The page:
Swingz is a home-based chef, located in Nugegoda that serves up chicken-centric food prepared in a healthy manner. Upon inquiry, we were told that their method of cooking is air frying.
Everything they have is freshly made, and you can either get it delivered or picked up from their home-base.
Their online menu is divided into four categories: wingz, lollipopz, stickz, and pocketz – their term for deboned chicken wings. All these come in a variety of flavours. On top of this, they also have a selection of burgers, sauces to match your meals with – salad, French fries, and potato wedges.
on the left, Jamaican Jerk wingz; on the right, Terriyaki lollipopz
Under the wingz category, we choose the 10 pack Jamaican Jerk (Rs.600). Here, the drumette and wingette are separated from each other so basically, it’s five whole chicken wings cut into two. Flavour-wise, this carried a lot of pepperiness but not overwhelmingly so.
The meat was succulent and tasty as it boasted a lot of spices. Adequately marinated, there was never a bland bite. Since this was baked and not fried, there wasn’t much crunch present on the skin but it wasn’t such an issue.
For the lollipopz, we got the 10 pack Teriyaki (Rs. 800). Unlike the wings, the flavours here were not that in-depth. The soy taste here was dominant here, so the expected sweetness and the flavours of teriyaki didn't quite come through. Although not as juicy as the wings, the meat was cooked nicely. With a bit of tweaking, this can easily be improved.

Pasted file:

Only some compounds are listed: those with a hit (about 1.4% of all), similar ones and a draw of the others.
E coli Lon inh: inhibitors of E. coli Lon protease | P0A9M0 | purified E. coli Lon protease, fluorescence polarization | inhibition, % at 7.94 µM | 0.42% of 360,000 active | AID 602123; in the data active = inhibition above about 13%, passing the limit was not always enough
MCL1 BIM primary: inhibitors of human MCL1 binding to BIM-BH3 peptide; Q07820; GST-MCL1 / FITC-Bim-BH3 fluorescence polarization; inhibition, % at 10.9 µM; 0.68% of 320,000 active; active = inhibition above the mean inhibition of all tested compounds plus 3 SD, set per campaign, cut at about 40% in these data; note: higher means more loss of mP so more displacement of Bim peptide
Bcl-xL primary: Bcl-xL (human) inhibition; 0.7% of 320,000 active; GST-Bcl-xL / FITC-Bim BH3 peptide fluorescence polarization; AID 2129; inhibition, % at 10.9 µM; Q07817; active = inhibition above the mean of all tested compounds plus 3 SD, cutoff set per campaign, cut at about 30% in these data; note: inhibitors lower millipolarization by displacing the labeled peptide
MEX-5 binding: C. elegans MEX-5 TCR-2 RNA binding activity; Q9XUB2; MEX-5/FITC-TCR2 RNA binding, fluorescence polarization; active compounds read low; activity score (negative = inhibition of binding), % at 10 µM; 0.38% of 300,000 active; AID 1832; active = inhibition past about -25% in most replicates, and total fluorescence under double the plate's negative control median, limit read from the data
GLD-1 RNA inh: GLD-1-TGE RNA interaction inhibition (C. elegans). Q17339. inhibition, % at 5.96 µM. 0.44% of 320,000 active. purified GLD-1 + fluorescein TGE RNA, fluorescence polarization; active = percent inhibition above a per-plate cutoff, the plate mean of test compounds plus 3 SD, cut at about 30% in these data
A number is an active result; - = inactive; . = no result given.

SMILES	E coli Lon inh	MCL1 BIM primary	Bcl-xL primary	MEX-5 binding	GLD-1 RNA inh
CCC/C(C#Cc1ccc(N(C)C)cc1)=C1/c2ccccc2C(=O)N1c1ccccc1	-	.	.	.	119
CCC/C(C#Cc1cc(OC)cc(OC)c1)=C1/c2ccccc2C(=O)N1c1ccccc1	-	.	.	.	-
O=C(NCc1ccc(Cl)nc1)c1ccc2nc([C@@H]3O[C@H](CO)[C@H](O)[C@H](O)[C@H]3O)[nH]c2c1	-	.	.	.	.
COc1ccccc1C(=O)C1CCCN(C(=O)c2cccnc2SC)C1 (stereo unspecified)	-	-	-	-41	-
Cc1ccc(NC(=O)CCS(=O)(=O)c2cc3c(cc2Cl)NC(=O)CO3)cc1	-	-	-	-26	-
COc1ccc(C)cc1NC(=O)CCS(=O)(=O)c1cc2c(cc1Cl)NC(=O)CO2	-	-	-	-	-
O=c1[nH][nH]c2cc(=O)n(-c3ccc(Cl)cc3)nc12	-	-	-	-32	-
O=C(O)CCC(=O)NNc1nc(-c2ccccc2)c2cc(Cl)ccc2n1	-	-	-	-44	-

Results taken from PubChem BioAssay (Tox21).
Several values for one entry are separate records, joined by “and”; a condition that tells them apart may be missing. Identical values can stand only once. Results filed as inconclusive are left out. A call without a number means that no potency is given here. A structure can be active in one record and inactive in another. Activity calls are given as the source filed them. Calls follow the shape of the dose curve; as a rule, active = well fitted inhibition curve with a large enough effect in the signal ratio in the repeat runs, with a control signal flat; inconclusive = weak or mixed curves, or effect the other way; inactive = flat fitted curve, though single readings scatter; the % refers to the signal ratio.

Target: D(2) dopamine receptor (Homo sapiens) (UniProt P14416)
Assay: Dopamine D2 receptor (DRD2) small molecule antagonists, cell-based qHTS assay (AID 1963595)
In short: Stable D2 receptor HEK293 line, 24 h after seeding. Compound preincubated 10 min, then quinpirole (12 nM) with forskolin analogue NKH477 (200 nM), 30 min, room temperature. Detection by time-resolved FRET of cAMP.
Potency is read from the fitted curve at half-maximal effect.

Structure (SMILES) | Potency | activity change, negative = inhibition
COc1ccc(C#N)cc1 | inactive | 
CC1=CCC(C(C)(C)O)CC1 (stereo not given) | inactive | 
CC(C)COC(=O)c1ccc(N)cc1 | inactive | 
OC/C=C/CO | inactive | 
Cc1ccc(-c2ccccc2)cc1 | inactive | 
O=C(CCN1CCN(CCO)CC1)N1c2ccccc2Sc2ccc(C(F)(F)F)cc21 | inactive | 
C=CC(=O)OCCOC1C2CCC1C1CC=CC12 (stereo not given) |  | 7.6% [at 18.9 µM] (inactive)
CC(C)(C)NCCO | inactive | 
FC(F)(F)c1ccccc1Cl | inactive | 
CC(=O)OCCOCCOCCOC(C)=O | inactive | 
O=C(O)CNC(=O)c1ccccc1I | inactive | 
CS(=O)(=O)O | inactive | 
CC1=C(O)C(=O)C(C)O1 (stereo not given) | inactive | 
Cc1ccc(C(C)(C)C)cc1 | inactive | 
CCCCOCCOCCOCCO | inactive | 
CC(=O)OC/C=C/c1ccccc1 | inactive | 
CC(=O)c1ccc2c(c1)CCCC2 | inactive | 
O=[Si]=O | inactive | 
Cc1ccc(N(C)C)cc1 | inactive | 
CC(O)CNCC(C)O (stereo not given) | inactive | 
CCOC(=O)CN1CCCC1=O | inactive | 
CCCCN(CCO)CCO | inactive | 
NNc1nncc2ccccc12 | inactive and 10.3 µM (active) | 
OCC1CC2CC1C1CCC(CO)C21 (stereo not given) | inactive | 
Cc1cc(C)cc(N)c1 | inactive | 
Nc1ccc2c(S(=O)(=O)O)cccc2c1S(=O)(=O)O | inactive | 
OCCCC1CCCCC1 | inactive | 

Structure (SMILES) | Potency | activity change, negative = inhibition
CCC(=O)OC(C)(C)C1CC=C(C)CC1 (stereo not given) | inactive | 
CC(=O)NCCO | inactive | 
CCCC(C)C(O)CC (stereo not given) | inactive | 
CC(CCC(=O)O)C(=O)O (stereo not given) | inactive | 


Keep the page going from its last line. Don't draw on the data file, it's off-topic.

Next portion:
*pictured above, Satay stickz and on the left with Coco Peanut sauce.
From their stickz selection, we opted to get the 5 pack Satay (Rs.700). Expecting something Indonesian, we were quite let down. But, flavour-wise, even without the authentic taste to it, their Sri Lankanised take on it was actually good.
The distinct flavours present here are turmeric and lemongrass which gave off a refreshing lemony kick to it. Since they used chicken breast, it was a tad too dry which was unfortunate.
To accompany our packs of chicken, we ordered two sauces – Coco Peanut (Rs. 120) and Sweet Chillie (Rs. 150).
We specifically chose and recommended the Coco Peanut to accompany the Satay. However, this fell on being Sri Lankanised since it tasted more like curry. While there was a bit of peanut in the mix, the whole thing felt a tad oily to our taste. Keeping that aside, it was a good sauce that complemented the satay stickz well as it added a layer of flavour and the much-wanted moisture to it.
As for the Sweet Chillie Sauce, there wasn’t really much of a surprise here since it tasted the way one would expect it to be. It landed on the better spectrum of sauces, and the bits of garlic here was a nice addition.
We wanted to sample out their burgers and we chose to try out their Spicy Chicken Burger (Rs. 550). The sesame bun looked stale but after a bite of it, the juiciness provided by the patty and the veggies tucked inside it added enough moisture. The patty they used here was on the pasty side and overly seasoned, so there wasn't much in terms of meaty flavours. On the other hand, for a spicy chicken burger, there was not a lot of spiciness present here.
We commend Swingz for providing a healthy alternative to satisfy those sinful food cravings without compensating on flavours.